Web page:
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July 16, 2010

The problem of recorded music.

At the end of the 20th century, recorded music sales were booming. In 1999, driven by massive global smash hits like the Backstreet Boys' Millennium and Ricky Martin, total sales volumes of music recordings in the USA peaked at 1160.6 million units, amounting to US$14.58 billion.

But since 2000 US sales have declined both in volumes and in dollar value. Digital sales have made up some of the lost revenue but not enough to compensate overall. That this pattern is repeated in other major music markets the world over has been well documented and discussed. There are some signs that overall recorded music sales may once again be on the increase because digital sales now exceed hardcopy sales. Other evidence suggests the digital market may be maturing.

The decline in CD sales has been variously blamed on piracy, file-swapping, corporate greed, the prevailing economy, inadequacies in the methods of collecting 21st century sales data, and market dilution caused by alternative forms of entertainment. However, putting the politics aside, the causes have proved complex and difficult to map.

What is less well known is that these dramatic recent figures hide a much longer decline. According to one study, US per-person sales of recorded music peaked in 1978 (coinciding with the rise of home computers and video recorders) and US recorded music sales as a fraction of GDP peaked in 1921 (coinciding with the "broadcasting boom" - http://earlyradiohistory.us/ and closely followed by movies with synchronized sound in the late 1920s). The most recent figures from the UK indicate that the per-person trend may be continuing downward in the major markets. This indicates that the decline in the value of recorded music pre-dates any of the commonly espoused explanations and is unrelated to them.

The difficulty still experienced by 21st century musicians trying to earn a living from their recorded music has led to the argument that by making digital files and/or CDs available at no cost to the consumer, musicians are "devaluing" music. According to this argument, giving CDs and MP3s away to potential fans gives the impression that the music is worthless.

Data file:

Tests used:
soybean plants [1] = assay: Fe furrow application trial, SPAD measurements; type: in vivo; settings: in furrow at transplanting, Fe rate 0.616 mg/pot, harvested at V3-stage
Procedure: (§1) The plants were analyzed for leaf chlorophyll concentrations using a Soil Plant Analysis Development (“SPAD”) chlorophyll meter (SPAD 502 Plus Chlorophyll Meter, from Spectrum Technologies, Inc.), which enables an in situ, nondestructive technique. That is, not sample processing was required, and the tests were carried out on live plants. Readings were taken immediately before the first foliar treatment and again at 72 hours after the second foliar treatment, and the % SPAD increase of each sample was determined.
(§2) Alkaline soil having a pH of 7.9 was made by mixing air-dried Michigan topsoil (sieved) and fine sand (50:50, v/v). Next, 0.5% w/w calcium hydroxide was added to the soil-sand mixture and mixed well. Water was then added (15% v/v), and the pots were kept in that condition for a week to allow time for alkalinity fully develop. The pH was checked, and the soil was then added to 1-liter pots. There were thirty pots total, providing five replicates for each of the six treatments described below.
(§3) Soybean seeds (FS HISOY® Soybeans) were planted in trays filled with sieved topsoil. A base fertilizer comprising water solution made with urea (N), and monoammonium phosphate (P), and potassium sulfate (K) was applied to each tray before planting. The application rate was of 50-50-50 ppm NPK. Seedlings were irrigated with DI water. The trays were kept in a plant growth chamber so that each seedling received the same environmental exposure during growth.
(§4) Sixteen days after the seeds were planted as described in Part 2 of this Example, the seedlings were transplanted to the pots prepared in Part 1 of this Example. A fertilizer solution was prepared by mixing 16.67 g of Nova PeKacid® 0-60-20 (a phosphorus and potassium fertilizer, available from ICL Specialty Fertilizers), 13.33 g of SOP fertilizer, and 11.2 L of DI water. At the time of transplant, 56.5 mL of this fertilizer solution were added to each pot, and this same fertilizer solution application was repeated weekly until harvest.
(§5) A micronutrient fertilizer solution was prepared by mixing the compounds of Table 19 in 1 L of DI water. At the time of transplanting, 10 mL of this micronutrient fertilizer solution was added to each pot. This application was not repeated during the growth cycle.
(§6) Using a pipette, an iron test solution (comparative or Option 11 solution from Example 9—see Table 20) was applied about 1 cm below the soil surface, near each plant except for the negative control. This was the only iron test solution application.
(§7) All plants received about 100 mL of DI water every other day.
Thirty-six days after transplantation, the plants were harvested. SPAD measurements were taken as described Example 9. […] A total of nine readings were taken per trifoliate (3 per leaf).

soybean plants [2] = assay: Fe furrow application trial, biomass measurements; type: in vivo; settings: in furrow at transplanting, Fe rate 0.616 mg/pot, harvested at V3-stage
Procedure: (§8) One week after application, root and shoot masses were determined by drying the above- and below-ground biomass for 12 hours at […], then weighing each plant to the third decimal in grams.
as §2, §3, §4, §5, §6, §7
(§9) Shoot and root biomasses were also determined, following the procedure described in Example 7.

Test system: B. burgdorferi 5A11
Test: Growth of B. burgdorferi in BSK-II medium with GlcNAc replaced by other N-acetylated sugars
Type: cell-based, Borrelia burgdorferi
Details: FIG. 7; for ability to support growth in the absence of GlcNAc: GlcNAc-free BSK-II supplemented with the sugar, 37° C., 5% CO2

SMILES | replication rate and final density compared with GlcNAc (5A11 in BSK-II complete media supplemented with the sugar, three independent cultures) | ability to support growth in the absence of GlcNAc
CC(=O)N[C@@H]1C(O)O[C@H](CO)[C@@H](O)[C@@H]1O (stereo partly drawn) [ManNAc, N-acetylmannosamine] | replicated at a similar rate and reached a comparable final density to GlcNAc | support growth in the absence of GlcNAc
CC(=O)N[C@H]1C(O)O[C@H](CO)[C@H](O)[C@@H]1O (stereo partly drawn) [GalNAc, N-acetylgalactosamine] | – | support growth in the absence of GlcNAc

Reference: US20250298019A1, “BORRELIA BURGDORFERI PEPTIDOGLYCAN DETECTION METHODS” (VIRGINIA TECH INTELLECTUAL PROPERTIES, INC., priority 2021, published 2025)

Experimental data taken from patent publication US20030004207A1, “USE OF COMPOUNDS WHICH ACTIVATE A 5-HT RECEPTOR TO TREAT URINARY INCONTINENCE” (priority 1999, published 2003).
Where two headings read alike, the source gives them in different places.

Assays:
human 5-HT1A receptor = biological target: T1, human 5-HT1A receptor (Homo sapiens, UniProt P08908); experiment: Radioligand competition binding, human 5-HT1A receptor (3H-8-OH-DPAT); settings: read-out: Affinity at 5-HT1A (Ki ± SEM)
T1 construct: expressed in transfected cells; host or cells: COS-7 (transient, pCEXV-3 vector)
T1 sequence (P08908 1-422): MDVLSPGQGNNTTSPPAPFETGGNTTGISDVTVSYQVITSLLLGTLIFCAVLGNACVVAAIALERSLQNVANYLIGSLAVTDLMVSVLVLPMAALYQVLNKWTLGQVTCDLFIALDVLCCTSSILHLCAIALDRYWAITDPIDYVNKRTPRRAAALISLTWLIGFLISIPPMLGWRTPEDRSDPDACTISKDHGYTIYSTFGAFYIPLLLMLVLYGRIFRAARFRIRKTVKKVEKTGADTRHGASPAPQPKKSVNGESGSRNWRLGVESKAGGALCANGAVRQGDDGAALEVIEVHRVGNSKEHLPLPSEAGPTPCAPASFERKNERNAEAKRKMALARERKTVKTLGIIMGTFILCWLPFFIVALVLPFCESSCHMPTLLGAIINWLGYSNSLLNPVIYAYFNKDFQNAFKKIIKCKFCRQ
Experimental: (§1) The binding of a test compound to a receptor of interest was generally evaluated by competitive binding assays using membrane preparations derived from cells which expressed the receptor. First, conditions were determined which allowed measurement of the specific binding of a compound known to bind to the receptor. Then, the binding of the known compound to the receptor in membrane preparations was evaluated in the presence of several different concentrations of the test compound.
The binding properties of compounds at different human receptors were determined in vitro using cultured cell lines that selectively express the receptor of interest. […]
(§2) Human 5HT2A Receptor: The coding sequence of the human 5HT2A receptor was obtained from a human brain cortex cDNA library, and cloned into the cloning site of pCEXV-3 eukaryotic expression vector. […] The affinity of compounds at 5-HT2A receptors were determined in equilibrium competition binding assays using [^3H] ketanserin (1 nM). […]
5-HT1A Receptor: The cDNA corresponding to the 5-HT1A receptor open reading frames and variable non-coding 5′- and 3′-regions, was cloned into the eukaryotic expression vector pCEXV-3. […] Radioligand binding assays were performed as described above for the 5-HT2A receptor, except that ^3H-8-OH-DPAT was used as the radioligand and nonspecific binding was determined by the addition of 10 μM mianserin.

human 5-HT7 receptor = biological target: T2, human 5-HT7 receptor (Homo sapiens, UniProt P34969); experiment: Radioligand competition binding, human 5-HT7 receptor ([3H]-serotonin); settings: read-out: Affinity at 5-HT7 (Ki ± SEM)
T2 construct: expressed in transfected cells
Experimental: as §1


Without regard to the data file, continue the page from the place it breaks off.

However, this argument is contradicted by other aspects of the music industry which, overall, is booming. Instrument and equipment sales are up. Live performance revenues are up. More music is being made and consumed than ever before. It seems silly to argue that music is being devalued by a process that leads directly to greater production, productivity and consumption.

So, how can music sales decline in light of 21st century technologies if more of it is being appreciated than ever before? How is "music" worth less when only one sector of the music industry, recorded music, is suffering from a downturn? Is a sale price the only measure of music's value to a musician's business?

What follows in this e-book is an exploration of the nature of musical value. This shows how those parts of the industry that relied on recording music for their income built their empires on a temporary phenomenon but assumed that its foundations were permanent. Understanding this fundamental misconception leads to a realisation of why other aspects of the industry are inversely affected by the decline in recorded music's fortunes and points the way forward to a 21st century music business model.

Part 1 shows how music has historically been valued in Western cultures and how this has led to a misconception of music's place in the economy. Part 2 provides a better way to understand the value of music in the marketplace. Part 3 shows how music makers in the 21st century can adapt to this new understanding and adopt the new technologies to further their career goals.

Music can be a force for evil as well as good.

This post has been the introduction to Dr Huge's "How the record industry got it so wrong". The latest version of the complete ebook can be downloaded here and a hard copy can be ordered here.
Posted by DrHuge at July 16, 2010 12:24 PM

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